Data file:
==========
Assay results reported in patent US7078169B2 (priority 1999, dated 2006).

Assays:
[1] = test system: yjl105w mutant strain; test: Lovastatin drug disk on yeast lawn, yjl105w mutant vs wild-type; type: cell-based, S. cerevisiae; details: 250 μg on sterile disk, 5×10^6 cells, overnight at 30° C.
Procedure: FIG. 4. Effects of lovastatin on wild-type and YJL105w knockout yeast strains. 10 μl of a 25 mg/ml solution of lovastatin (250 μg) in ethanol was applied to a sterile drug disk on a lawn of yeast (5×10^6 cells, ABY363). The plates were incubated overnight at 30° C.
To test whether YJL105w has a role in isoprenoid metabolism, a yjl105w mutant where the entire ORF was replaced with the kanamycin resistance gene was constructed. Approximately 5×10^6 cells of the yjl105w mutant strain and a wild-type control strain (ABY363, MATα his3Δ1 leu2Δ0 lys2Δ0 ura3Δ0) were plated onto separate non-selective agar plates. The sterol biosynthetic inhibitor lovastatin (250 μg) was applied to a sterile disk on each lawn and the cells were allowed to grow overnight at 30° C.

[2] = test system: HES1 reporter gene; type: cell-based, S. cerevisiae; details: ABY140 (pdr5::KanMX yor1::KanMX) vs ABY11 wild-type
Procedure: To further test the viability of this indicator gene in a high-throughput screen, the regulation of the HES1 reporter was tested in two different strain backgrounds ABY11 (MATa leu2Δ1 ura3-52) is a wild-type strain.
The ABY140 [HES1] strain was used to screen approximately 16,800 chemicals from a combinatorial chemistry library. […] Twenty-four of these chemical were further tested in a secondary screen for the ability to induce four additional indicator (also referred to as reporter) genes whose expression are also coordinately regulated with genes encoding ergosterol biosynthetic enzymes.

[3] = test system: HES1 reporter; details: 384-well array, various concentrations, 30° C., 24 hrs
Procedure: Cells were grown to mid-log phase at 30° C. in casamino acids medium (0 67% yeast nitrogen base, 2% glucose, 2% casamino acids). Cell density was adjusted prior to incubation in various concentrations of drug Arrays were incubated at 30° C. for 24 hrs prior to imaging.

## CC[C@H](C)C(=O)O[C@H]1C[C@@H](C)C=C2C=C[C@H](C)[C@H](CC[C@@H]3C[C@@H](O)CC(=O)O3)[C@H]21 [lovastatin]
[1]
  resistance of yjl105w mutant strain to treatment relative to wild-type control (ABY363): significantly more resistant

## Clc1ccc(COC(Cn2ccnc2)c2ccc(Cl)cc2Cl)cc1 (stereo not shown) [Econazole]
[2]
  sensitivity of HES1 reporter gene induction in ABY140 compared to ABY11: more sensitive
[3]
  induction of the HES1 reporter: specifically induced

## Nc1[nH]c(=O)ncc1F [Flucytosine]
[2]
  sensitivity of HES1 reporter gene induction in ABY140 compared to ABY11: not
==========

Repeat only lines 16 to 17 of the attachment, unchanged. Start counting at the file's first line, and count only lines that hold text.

  sensitivity of HES1 reporter gene induction in ABY140 compared to ABY11: more sensitive
[3]